Rudman on Jenny Gibbs and Telecom
Good to see Brian Rudman in yesterday's Herald taking up a couple of points I made on Thursday last week about Jenny Gibbs and her inability to access broadband internet on the leafy Paratai Drive.
This is worth noting in the context of the venomous Herald on Sunday editorial criticising blogs for "rarely researching" their offerings, when the editoral itself was really just a poorly researched rant.
I regularly see more evidence of research on the blogs than I do in the newspapers these days. Pushed for time many journalists are forced to spout the public relations lines given to them by newsmakers. Could it be the editors of the newspapers are feeling a bit sensitive on this point as they rarely give their journos the time to adequately research their stories?
But back to Brian Rudman's column on Telecom.
A) Jenny Gibbs, former wife of Telecom privatiser Alan Gibbs, gained some of her wealth from the privatisation of Telecom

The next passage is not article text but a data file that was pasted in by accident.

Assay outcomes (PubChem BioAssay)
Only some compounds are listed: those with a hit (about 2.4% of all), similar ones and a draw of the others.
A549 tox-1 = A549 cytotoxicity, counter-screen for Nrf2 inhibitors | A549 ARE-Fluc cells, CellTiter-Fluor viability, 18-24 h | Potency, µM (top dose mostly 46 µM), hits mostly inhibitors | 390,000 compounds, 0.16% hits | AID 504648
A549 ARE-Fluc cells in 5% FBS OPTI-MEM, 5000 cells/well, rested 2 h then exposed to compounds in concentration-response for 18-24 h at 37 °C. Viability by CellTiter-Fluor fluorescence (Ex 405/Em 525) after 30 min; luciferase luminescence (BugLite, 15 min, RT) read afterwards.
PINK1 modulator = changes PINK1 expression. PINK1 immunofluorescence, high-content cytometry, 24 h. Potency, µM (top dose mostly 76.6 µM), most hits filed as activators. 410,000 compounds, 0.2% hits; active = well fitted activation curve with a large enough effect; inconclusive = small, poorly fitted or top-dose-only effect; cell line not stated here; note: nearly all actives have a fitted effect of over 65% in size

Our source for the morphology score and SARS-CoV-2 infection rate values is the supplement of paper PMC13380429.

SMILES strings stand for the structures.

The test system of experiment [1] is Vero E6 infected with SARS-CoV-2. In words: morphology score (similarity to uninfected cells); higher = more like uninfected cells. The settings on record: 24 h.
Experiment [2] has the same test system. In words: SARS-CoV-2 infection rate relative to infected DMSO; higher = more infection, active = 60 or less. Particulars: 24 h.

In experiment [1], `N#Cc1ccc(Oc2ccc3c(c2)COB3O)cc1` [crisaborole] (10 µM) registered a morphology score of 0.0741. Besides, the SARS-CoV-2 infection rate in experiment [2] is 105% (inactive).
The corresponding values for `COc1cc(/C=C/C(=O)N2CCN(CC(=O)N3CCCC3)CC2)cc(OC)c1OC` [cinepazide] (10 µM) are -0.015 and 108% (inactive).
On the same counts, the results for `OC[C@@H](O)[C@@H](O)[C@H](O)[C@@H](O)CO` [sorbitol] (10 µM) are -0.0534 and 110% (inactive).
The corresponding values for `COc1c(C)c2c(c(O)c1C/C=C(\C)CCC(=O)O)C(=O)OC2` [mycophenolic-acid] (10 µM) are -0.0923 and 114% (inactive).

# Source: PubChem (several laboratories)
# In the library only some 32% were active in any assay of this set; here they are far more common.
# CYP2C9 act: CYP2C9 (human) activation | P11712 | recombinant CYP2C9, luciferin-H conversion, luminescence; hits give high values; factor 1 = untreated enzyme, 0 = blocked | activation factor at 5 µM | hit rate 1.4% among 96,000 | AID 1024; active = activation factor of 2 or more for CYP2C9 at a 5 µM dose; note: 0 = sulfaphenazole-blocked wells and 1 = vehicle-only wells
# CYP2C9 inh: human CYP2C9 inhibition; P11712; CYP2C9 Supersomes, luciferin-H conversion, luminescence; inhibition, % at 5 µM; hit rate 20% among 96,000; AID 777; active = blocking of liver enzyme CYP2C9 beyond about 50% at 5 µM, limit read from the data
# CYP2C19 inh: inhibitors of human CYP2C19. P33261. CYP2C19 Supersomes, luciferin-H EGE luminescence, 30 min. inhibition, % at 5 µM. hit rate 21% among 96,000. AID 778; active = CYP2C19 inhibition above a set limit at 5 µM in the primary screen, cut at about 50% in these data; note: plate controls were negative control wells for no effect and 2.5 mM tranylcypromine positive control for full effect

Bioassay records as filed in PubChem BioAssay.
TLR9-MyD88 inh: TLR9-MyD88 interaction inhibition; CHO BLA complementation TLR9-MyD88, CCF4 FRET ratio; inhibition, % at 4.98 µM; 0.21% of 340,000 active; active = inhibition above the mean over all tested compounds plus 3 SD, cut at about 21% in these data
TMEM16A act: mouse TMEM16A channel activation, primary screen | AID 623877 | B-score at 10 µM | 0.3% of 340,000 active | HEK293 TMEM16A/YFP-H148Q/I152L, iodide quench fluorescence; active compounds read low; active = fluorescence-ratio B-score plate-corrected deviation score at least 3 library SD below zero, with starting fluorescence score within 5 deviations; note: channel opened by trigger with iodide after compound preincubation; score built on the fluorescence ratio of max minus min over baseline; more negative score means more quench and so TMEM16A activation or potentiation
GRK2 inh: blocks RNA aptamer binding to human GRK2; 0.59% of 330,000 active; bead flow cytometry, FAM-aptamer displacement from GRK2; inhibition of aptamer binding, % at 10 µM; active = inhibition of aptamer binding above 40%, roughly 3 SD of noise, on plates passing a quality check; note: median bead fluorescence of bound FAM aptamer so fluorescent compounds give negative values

"Not until Mrs Gibbs, angered by weeks of Telecom come-on promotions for broadband, came to the Herald, with the damaging publicity for the company that ensued, did the monopoly lines provider leap into damage control and suddenly do the impossible.
Sadly for the rest of suffering humanity, Mrs Gibbs was not set on becoming the people's champion. As soon as she gained the ability to download art prints from foreign parts at high speed, it was up with the drawbridge and, "Sorry, I'm all right, Jack, I don't want to talk to the media any more."
Which was a shame. Telecom would have found it harder to flannel the rest of us with one excuse after another if one of the privileged class was there to keep them honest. It seemed so little to ask of someone whose wealth, in part at least, derives from former husband Alan Gibbs' part in the privatising of Telecom."
B) If Telecom shareholders like Ms Gibbs had taken less out of the company in terms of dividends Telecom would have had more capital to invest in infrastructure and the residents of Paratai Drive would be more likely to be able to access decent broadband services.
"One can only assume that, like the privatised rail system, Telecom has been squeezed for profits by its new shareholders, at the expense of basic infrastructural maintenance and improvement. Meanwhile, while the infrastructure groans and splutters, the Telecom sales staff are pitching away like used car salesmen, promising Rolls-Royce performance from a secondhand Lada network."